Ley Mills: Joe, look, I have a quick question. Joseph McCarthy: Sure. Ley Mills: What if the Form 2290 filing due-date actually falls on a weekend or a holiday? Joseph McCarthy: That's good question, Ley. If that's the case, then the return would need to be filed by the next business day following the weekend or the holiday. Ley Mills: All right, that's great. This is off the cuff here. If you could speak a little louder, I appreciate it. Thanks. Joseph McCarthy: Absolutely.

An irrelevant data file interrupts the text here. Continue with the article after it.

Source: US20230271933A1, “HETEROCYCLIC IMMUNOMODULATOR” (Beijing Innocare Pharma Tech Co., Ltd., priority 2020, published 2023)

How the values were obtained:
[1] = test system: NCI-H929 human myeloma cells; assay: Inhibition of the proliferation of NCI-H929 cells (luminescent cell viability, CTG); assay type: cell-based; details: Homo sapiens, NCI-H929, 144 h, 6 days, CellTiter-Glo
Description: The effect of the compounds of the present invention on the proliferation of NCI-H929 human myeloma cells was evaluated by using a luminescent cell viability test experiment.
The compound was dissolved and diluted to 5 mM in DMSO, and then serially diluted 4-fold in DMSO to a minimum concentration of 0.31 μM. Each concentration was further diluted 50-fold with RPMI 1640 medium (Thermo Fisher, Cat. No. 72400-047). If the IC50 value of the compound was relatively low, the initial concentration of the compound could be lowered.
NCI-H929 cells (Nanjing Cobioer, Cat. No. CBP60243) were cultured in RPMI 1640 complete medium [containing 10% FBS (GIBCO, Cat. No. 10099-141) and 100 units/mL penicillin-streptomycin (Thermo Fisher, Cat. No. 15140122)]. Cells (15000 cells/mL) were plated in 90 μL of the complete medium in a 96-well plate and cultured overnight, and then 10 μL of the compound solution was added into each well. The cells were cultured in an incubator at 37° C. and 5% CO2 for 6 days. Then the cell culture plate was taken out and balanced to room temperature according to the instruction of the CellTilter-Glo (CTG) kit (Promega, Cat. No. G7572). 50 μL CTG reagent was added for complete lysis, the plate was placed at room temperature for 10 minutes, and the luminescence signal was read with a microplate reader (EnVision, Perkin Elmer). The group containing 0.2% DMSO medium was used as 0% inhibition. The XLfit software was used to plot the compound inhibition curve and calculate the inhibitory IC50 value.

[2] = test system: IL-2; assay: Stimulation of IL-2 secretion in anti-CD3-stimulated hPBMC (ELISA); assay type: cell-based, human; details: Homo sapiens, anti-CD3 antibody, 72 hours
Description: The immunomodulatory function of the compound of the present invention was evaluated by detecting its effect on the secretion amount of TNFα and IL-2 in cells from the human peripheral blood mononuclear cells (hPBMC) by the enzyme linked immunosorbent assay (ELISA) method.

Okay, if we go to the next slide, to show you how to complete 2290s under different scenarios, we have 4 examples. With the first example we have Husky Trucking Company, Inc., which is a transportation company that provides local and interstate freight delivery. They've been in business since 1990. During the tax period, July 1, 2019 to June 30, 2020, they owned and registered in their name 10 tractors that are highway motor vehicles. The first 5 of these tractors are registered with the international registration plan in state X, as tractor-trailer combination. The highest weight declared on these tractors in each state is 80,000 pounds. The first use on public highway during the tax period for these 5 tractors occurred in July of 2019.